Back to blog

From Nepo Babies to Netflix: Our rising stars’ thoughts on the future of the performing arts

Priya Patel
15 September 2023
From Nepo Babies to Netflix: Our rising stars’ thoughts on the future of the performing arts

With schools back in session, and the worrying news that performing arts A-level entries dropped by 19% for the coming year, the future of the sector is on our minds. And who better to give their hot takes on the subject than the young people who will shape the sector in years to come? In our latest podcast we spoke to three early-career performers, rising stars Chloe Wright, Lizzie Austin and Elias Prosser, about what lies ahead for the performing arts: challenges, worries - but also hopes. Here are some of their thoughts: 

👶"Nepo Babies" are a thing

Our rising stars all 100% agreed on the importance of going to drama school to break into the industry and get an agent - and the idea of the “nepo-baby” idea is real and present in the minds of our young performers. Unsurprising, then, that a recent Netflix and National Youth Theatre survey of 3,000 young people across the U.K. found that 79% of young people believed that connections were key to a successful career


👑Netflix is king

According to our Chloe, Lizzie and Elias “everything’s going towards Netflix.” The power of streaming service is evident, if the ongoing actors and writers strikes in the US are anything to go by, but our young people also feel that it is also where careers start. Perhaps not surprising, when you consider the multitude of shows from recent years which have made young actors household names: think Stranger Things, Bridgerton, or Heartstopper- we could go on! 

🤔It’s hard to find roles as a teenager 

Our performers all agree on the challenges of being a young actor when many teen roles are fulfilled by older professionals. In 2020, The Ringer pulled out some pretty interesting stats on teen movie actors, showing that the average age of actors playing teens is 21 or 22. This is also the case with stage roles - our interviewees mention the current 20-something cast of high-school based musical Heathers, for example. Our interviewees feel that there are just less roles out there for teens, and these are difficult to land unless you have experience, have an agent, or are over 18 for contract purposes.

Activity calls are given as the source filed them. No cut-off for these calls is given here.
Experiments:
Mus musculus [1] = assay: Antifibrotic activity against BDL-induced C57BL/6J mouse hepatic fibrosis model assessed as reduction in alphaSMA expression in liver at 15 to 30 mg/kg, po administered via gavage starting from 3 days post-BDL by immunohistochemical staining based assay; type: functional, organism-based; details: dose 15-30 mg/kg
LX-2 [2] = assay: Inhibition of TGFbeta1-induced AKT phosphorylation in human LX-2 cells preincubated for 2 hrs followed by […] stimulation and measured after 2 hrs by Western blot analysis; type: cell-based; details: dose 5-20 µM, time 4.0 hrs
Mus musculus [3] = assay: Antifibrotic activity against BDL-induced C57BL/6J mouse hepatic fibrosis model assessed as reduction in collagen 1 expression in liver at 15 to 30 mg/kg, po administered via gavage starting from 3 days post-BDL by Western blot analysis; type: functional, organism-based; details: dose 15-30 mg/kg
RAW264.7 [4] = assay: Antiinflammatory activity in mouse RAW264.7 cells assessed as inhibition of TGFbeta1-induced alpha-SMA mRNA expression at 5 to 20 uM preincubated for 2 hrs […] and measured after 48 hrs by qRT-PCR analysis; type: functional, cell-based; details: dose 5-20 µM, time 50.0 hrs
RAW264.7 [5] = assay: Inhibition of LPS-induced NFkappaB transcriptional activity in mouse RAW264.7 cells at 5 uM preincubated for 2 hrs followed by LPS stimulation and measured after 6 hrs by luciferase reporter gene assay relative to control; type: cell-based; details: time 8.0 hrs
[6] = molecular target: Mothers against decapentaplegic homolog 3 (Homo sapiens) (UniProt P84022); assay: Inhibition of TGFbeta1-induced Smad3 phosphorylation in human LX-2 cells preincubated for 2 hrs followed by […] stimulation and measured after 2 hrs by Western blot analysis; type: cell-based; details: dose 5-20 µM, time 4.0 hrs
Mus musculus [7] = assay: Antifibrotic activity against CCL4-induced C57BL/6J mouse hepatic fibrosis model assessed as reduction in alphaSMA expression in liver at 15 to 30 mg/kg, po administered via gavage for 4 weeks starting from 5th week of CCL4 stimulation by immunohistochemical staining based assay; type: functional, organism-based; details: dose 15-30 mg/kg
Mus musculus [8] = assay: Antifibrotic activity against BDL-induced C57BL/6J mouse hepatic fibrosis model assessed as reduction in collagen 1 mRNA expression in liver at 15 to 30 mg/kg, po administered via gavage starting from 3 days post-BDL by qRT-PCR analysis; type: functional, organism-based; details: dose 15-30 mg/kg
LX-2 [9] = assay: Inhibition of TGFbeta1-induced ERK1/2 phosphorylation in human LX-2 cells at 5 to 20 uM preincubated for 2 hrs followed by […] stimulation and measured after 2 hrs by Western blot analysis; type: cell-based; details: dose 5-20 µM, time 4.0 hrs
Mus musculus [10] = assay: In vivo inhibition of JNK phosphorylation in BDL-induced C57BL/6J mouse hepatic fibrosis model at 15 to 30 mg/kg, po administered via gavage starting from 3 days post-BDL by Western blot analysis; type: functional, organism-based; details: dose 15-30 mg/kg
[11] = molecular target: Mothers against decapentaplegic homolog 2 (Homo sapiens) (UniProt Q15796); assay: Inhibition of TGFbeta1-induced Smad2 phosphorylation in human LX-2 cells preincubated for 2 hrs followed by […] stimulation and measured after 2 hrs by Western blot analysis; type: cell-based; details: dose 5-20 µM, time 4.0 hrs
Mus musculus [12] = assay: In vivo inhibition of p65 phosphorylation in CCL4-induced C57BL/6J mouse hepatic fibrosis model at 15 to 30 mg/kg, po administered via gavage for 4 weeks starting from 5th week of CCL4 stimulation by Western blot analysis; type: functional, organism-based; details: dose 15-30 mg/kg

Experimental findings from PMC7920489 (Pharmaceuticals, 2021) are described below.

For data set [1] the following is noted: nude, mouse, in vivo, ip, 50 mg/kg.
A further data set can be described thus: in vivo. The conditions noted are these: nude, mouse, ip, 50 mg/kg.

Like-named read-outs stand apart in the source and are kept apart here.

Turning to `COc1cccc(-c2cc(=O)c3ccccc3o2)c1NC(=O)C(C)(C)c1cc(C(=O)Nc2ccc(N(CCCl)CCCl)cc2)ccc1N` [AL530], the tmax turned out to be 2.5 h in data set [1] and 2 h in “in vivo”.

📱Our attention spans are affecting our theatre attendance 

Our interviewees feel like young people don’t really want to go to the theatre any more - and they might be right, with, only 53.5% of 11-15 year olds participating in theatre and drama activities in 2019/20 compared to 71.55% in 2013/14.  They attribute this to a lack of attention span and “TikTok brain”, with scientists showing that the addictive properties of short-form video is leading to a narrowing of our attention spans

🎭The industry is still as competitive as ever- but drama schools prepare you for this.

Even before they’re auditioning for professional roles, competition is high for shows at college and when seeking a place at drama school - and it can get stressful, especially when going up against your friends. That being said, our rising stars feel that their time at a performing arts college has really allowed them to understand the competitive nature of the industry and build their stamina and self worth, giving them the tools they need to deal with rejection and negative feedback. As Elias concludes: “You just have to try and be the best you can, and not give up”. 

Discover more of our young performers’ thoughts, plus their advice for others hoping to break into the industry, in our latest podcast, which you can catch on your favourite platform.

The Arts & Everything in Between Podcast

Join us every two weeks as we interview arts industry experts getting their take on the biggest issues facing the arts world today. Featuring  ideas to try, practical tips, lots of learning and of course – lots of laughs. If you work in theatres, venues, festivals or the arts and cultural sector this podcast is what you need!

Check out the podcast

Huge thanks to Chloe, Lizzie and Elias for sharing their thoughts!

Back to blog


View More

Sign up for regular updates